Partial Colour Images…

Standing near Shrewsbury Abbey a few weeks ago to take a photo of the Victorian letterbox, I spotted a guy walking towards me with a red jacket and cap, and I could see that his red outfit, the red letterbox and the nearby red phone box could make a good photo. I literally only had a second as he walked past, but fortunately the camera was set to f8 and auto-everything – my default settings when wandering around – and I just got one shot off, and it was in focus! Nice enough in full colour, (I was shooting Acros mono on my Fuji X100F, but always take a RAW shot as well) I figured it could look good in partial colour, ie all mono, other than the red elements.  Cameras I have had in the past can be set to partial colour, but then it’s a conscious choice when shooting, and not something you can instantly set so I‘ve really only used it a few times in the past.

100F1223No such feature on the Fuji, but fortunately it’s so easy to do in Lightroom. Taking the RAW image, I first cropped it to square as that suited the alignment of the three red elements.  Then I increased the saturation of the red colours by +30 using the slider in the HSL/Color panel, and moved all the other colours to -100, pretty much removing all the colour except red from the image.  There were just a few odd little areas where I could still see some hint of colour, so used the adjustment brush with saturation set to -100 to tidy it up, and a nudge of the texture slider to increase the sharpness and contrast a touch.

And there you have it – partial colour in just a few seconds!

So when you are out and about, watch out for interesting colours that will really ‘pop’ if they are isolated against an otherwise mono image.

 

Time for a fresh beginning…?

‘When subject matter is forced to fit into preconceived patterns, there can be no freshness of vision. Following rules of composition can only lead to a tedious repetition of pictorial clichés’ – Edward Weston

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South Bank, London

In the almost 60 years since I first picked up and used a camera, photography, in my opinion, has become both easier, and harder… Yep, today’s all-singing digital cameras and phone cameras with their mega-pixels and auto-everything are a far cry from Box Brownies, or 35mm SLRs where everything was manual; then it was days or weeks after you shot your pictures before you saw the results (and were frequently disappointed!)

Waiting

Dover Harbour

But now,  just about everyone can take a good picture – walk up, ‘click’ with your phone camera/compact camera/DSLR and there you have it – immediate result. No longer any need to understand and put into practice the technicalities of film photography like ISO, aperture, DOF and shutter speed – just ‘point and press’. No bad thing, but these days everyone is a photographer. Estimates vary, but I saw one that reckoned over 1.8 trillion photos were taken and uploaded last year! Talk about over-exposure.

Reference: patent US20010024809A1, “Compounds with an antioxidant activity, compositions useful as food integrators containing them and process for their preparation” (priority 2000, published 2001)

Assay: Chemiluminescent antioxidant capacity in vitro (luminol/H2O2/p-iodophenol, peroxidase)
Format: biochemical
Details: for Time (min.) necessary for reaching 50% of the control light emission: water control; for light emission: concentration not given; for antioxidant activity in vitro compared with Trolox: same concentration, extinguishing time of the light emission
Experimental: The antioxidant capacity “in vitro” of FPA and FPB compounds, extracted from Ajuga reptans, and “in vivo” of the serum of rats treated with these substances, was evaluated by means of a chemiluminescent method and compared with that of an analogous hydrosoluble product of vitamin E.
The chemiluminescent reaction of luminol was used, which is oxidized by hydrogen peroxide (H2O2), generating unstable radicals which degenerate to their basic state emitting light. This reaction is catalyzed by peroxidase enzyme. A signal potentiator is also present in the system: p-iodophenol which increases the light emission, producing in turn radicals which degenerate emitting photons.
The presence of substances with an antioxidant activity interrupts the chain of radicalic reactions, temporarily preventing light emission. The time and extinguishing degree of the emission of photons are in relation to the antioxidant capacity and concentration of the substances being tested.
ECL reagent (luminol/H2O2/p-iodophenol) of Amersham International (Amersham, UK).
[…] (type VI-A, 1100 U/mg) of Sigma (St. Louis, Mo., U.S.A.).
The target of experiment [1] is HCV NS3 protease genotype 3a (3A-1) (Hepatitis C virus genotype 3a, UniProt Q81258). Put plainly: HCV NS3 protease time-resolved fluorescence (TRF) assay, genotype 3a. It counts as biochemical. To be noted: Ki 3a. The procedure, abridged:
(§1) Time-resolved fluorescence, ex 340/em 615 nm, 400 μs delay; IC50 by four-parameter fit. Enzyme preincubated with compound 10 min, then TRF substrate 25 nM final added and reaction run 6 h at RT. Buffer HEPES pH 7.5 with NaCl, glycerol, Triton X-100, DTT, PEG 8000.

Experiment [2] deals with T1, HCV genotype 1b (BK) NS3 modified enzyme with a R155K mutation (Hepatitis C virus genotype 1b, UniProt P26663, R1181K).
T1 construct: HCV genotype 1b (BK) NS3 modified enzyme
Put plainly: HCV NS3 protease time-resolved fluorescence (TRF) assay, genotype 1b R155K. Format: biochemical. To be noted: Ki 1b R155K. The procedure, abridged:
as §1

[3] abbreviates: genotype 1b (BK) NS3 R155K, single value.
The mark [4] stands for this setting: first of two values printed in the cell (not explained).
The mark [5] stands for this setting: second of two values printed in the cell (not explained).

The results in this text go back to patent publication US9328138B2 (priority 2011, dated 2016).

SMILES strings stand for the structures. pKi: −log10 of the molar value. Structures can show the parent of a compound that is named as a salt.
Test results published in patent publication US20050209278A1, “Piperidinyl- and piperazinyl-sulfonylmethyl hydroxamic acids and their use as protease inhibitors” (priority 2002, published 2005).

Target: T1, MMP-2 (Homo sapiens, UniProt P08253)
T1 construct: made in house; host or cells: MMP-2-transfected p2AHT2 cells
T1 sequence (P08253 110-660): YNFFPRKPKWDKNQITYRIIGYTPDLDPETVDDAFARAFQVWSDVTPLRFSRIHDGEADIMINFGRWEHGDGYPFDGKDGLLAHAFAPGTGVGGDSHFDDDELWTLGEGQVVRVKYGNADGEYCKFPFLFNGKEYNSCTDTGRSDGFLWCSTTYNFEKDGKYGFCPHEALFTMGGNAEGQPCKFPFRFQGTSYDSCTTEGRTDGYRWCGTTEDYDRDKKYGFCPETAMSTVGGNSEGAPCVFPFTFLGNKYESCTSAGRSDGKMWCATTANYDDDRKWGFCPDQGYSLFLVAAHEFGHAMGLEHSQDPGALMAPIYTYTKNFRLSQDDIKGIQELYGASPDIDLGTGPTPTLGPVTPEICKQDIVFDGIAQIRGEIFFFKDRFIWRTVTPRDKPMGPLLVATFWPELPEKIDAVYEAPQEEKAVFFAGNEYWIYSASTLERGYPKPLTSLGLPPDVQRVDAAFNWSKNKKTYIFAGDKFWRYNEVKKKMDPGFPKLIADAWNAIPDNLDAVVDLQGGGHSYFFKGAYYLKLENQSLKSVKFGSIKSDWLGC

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Elgol, Skye

A few years back, I was at a low ebb with my photography – I had all the latest gear, but it was all so heavy I never really wanted to go out making photos, and when I did, I rarely came back with anything I was happy with. So I changed everything and downsized, and that helped some – the new system I had was somewhat lighter, but at the expense of image quality, and in reality, by the time I bought the best lenses, I hadn’t gained a huge amount in portability. But I persevered, thinking that by working harder at it, I would take better photos. I’ve read lots about photography, joined social media groups and been on umpteen workshops and courses, but…………

Saturday Market, Revel

Street Market, France

What I’ve come to realise is that despite a near obsession with photography,  I’m not really getting that much out of it – I think that going to the same places that everyone else goes to, and setting up the same type of sunset/sunrise/long exposure shots is leading to a total lack of creativity.  Its not helped by the fact that everywhere you look on forums and Twitter/IG etc, there are the same shots in the same places etc, so you pretty much end up following suit. I’m less inclined these days to go out yomping around hills loaded down like someone from the SAS – I’m not getting any younger! Then of course there’s the issue of going to all that bother when other folks will get still better results because they are using bigger and better gear, or dedicate more time to photography than I want to.

Shadowy figures

Colwyn Bay, North Wales

Looking at what I’ve shot over the last year or two, I’m really disillusioned – I’ve got lots of ‘ok’ landscapey shots, mostly technically fine, but very few ‘wow!’ shots. Hardly anything that stands out. Technically competent, but no creativity. Certainly no real satisfaction. I need to go back to shooting what grabs me, not the clichéd shots that you see all over social media and I am (even subconsciously) trying to emulate. I think some of the shots I took 10 or 20 years ago are ‘better’ in a creative sense than what I’m doing now. Bit of a watershed really…

I’m starting by going through my back catalogue, and just picking out what I consider to be creative, rather than just me-too photos. I’ve started to update my website to reflect that.
I’ve made a conscious decision that in future I will shoot for ME, and not to please others. If people like what I shoot, that’s fine, but I’ve spent too long conforming to expectations.
Here are a few of my photos that I DO like. Some are traditional landscapes, but I like them nevertheless. Here’s to that creative new beginning…

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